Welcoming Guests

A guesthouse is a great source of extra cash as a rental property (if managed properly), but there can be other perks, like welcoming friends and family into your home. If you’re prepared to host friends or strangers for a night or longer, you’ll likely enjoy the experience. If you’re not prepared to live in a communal environment, owning a guesthouse can quickly become a stressful ordeal. Consider how much you value privacy before welcoming others onto your property.  

Keeping Things in Tip-Top Shape

Owning a guesthouse also means maintain the property to keep tenants happy. If you’re not willing to make repairs and tend to the landscape, investing in a guesthouse may not be the best idea. Contrarily, if maintaining a clean and beautiful space excites you, renting out your little home can be very profitable.

Increase Your Property Value

Investing in a guesthouse increases your property value. After you’re through with all the research and building, you can rest assured knowing you’ll see a larger return on your investments if you ever decide to sell the place—perhaps one of the best reasons for adding a cute little cottage to the back of your home. 

Wednesday, April 10, 2019

Owning a Rental Property for the First Time

There are many things to consider before purchasing a rental property, including financials, location, and logistics. Before signing the deal on your new property, go over the following steps to ensure you make a worthwhile investment. 

Where Will You Buy?

You want your rental property to be occupied, so make sure it’s nestled in a city or town bustling with activity and tourists. Before purchasing, know the major employers and the area’s economic outlook. This ensures you don’t buy in a neighborhood that’s on the way out. By doing a deep dive into potential buying markets, you’ll have a better idea of which locations are most lucrative.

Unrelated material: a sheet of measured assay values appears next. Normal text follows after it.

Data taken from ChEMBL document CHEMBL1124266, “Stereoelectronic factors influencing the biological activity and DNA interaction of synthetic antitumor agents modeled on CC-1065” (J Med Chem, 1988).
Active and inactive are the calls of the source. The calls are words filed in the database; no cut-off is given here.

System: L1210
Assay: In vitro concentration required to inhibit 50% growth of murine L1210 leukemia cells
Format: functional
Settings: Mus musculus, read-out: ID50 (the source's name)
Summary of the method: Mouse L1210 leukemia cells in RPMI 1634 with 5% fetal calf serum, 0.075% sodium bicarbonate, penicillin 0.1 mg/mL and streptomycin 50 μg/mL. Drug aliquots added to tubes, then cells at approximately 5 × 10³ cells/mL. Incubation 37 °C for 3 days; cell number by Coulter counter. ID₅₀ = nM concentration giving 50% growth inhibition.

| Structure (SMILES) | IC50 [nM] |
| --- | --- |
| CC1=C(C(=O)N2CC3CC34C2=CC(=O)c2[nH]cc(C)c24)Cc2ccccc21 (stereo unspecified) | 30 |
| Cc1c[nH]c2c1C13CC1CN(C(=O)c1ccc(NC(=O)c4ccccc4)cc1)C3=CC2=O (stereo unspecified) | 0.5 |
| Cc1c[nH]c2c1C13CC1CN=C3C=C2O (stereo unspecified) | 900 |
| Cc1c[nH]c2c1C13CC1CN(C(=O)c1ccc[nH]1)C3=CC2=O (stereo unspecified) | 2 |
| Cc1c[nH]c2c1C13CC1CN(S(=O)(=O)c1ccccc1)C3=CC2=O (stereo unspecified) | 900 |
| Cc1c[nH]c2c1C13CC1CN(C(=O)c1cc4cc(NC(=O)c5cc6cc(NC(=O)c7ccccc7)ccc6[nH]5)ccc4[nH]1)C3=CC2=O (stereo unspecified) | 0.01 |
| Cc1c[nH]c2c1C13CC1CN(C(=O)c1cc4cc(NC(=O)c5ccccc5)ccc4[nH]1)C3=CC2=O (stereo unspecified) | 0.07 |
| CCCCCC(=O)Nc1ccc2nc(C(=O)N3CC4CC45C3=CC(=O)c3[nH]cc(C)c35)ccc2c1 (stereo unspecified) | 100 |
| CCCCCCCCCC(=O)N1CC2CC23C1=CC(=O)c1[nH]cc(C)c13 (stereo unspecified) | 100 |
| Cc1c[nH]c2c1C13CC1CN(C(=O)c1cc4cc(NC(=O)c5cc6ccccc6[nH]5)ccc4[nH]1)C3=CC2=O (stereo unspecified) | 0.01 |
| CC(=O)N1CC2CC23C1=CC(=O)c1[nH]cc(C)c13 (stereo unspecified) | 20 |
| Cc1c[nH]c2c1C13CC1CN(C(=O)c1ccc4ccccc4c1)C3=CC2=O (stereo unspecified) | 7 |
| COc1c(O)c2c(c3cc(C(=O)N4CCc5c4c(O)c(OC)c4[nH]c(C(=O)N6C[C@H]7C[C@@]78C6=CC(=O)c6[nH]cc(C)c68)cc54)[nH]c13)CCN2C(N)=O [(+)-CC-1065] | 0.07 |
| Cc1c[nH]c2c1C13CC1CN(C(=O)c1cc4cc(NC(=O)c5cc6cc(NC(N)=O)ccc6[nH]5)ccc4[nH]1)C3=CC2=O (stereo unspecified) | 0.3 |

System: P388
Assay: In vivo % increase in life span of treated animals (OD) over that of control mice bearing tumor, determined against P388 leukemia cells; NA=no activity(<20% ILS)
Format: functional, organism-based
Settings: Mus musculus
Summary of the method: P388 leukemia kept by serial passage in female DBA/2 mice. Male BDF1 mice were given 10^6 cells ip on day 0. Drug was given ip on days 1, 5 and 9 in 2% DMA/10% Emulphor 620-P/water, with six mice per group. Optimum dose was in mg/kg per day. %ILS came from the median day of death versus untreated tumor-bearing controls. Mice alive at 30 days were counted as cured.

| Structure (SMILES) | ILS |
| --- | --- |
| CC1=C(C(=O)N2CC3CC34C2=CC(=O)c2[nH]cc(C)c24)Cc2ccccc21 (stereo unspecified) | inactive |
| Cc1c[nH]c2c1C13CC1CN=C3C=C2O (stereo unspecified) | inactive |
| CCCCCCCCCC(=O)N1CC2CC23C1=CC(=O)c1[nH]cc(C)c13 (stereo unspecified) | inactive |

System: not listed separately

First-time buyers also benefit from buying in their own neighborhood because they already have a feel for the area, local attractions, and buyer behavior. If you don’t have to buy a destination rental property, make things easy on yourself by beginning your rental business in your own neck of the woods.

Think About Your Financial Future

Owning a rental property can be a great source of extra income if you’re thinking about your financial future. Make sure you’re not only taking into consideration your own personal preferences while investing in a property—save those desires for your own home. Figure out what you need to secure a nice rental property for temporary residents, and save the fancy flourishes for your own residence.

There are other important financial factors to consider too. HOA fees, taxes, repairs, property management fees, and utilities should all be considered to determine how much money you'll save. Determining the capitalization rate allows you to compare different deals you're considering. Be prepared by doing your financial research to save the big bucks.

Lastly, think about how the addition of a new mortgage will impact you. Investment properties commonly require at least 20% down, so make sure you have enough saved up to make payments alongside unreliable tenants, repairs, and other unforeseeable expenses.

Becoming a Landlord

Congratulations, you’ve purchased a rental property! Now, who’s going to manage it? Will you play the role of the landlord or hire a third party to do the work for you? Payments must be collected, repairs need to be made, and tenants might have to be evicted. Whoever takes over must be prepared to successfully complete these tasks.

With a bit of preparation and work, you’re well on your way to owning a rental property your guests love and that provides you with a bit of extra cash.

Monday, April 8, 2019

Renovations Worth Investing In

Boosting your property value partially depends on the number of home improvements you’re willing to make. Some renovations are more valuable than others, so we recommend investing in work that pays off in the future. Depending on the improvements you make, you can increase your home’s value by 10% to 12%.

Interior Walls

New paint raises the value of your home and appeals to buyers as they walk into a clean and airy space. Choose light, neutral colors over bold, dark ones to make the room feel bigger. Painting with these colors allows visitors to more easily envision a life in your home when they’re not overwhelmed by intense hues of purple, green, or any other color you may personally love.  

Expect to pay $200 or less to do the painting yourself and around $400 for a professional to do the heavy lifting for you. Whether you rely on a professional or not, shoveling out a couple of hundred bucks up front will pay off in the future with a faster, more lucrative sale.